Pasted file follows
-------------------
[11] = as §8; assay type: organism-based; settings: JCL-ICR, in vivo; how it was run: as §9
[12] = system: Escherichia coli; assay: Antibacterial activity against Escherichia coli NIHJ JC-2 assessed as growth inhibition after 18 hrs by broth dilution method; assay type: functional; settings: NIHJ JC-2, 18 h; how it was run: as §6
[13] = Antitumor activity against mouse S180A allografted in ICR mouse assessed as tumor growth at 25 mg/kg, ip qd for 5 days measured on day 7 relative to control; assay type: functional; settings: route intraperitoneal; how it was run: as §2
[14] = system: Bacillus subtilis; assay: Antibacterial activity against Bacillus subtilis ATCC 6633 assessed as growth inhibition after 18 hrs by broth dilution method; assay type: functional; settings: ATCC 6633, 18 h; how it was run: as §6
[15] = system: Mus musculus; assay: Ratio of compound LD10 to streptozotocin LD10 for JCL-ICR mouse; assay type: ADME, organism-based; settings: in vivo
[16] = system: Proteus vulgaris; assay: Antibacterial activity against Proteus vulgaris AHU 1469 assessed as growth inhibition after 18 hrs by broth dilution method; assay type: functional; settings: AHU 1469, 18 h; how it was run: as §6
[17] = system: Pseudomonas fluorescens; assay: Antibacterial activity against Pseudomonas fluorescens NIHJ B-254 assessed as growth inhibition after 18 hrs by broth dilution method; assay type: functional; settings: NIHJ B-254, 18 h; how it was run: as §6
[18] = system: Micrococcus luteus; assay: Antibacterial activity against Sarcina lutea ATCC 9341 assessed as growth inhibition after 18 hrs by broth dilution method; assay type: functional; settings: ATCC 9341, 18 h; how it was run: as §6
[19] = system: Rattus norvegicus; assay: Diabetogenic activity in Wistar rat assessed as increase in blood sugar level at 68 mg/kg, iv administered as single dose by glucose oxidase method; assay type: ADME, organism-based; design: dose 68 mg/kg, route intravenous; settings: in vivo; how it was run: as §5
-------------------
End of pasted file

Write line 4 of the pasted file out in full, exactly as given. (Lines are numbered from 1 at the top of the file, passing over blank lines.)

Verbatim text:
[14] = system: Bacillus subtilis; assay: Antibacterial activity against Bacillus subtilis ATCC 6633 assessed as growth inhibition after 18 hrs by broth dilution method; assay type: functional; settings: ATCC 6633, 18 h; how it was run: as §6